BILL Clinton was noticeably irritated last month when, during a book tour, a TV interviewer brought up some sexual encounters that involved the former president in the mid-1990s, even though they had nothing to do with his current book.
The interviewer wondered — in light of the MeToo movement — if Clinton should apologize to former White House intern Monica Lewinsky, who was only 22 when said encounters occurred, and was arguably taken advantage of.
At the time, many saw the affair with Lewinsky as entirely inappropriate, given the age gap between her and the president and the obvious power imbalance; it was also widely viewed as un-becoming of a married father of a teenage daughter.
One U.S. syndicated columnist called Clinton’s behaviour “despicable.”
Such characterizations are hard to shake.
During the interview, Clinton, now 71, got visibly defensive and angry, undoubtedly annoyed that the Lewinsky affair was still dogging him, that more than 20 yeas on it still surfaces as a major embarrassment.
But of course it does. What people always remember is that Clinton was not forthright about the affair at the time, and apparently still isn’t.
He later acknowledged that the TV interview “was not my finest hour.”
One could argue that the current cloud over Justin Trudeau’s head stemming from an incident nearly 20 years ago is not in the same category.
To be clear, Trudeau did not have an affair. According to a B.C. woman, Trudeau groped her while she was working as a reporter at a fund-raising event.
At the time, she was 18; Trudeau, already a celebrity, was 28. A CBC report about the incident said last month Trudeau had “briefly” tapped her on the behind.
Trudeau’s initial response to the incident as prime minister — after it had re-surfaced from a dated and scathing B.C. editorial — was a public-relations disaster. Not his finest hour indeed.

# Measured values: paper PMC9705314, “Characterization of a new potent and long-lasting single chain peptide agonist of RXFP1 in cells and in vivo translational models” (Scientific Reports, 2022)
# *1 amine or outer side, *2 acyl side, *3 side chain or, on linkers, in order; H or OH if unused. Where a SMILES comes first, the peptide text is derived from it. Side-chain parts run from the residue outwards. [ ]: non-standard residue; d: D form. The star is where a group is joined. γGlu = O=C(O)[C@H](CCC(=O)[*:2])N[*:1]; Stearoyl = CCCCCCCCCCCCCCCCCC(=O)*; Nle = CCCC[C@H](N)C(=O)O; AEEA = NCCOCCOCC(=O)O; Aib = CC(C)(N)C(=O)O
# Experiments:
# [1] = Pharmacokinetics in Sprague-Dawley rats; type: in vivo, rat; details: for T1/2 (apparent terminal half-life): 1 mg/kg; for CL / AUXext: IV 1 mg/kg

Unlike Clinton, Trudeau didn’t get angry. But he tap danced, at first saying he didn’t recall anything untoward, which did not seem credible, with men especially.
Even in the pre-MeToo era of 18 years ago, most men would not have put their hand on a woman they didn’t know, let alone someone who wasn’t long out of high school. If they did, they would remember it. Yes they would.
When the “I don’t recall” explanation seemed pathetic, Trudeau switched to serious reflection mode, acknowledging that, in such incidents, there are two sides to every story. This did not play very well either since, as prime minister, Trudeau has banished a handful of male Liberal MPs for alleged sexual impropriety.
With a federal election just over a year away, Trudeau’s handlers were undoubtedly gnashing their teeth, as his carefully crafted image as a champion for feminism was being replaced with that of a hypocrite.
The idea that Trudeau may have acted like a first-rate cad — apparently no better than the young jerks of today, who kiss female TV reporters on air, or hurl unwanted sexual remarks — was frankly shocking. Such characterizations are hard to shake; they can dog you forever.
At the B.C. event nearly 20 years ago, Trudeau reportedly apologized to the young woman. But he added a disquieting caveat: he wouldn’t have been so forward if he knew that she had been going to file a story for a national newspaper.
It is no wonder, then, that that she expressed her justifiable outrage in an editorial. She was ahead of her time.
What Trudeau needs to do now is to acknowledge that, upon reflection, he very likely does recall the incident. And, at the time, he behaved rather abominably. He’s a changed man, sure, but that doesn’t allow him to dance around what happened in the past.
It may not be the Clinton way, but it’s the only way out of this mess.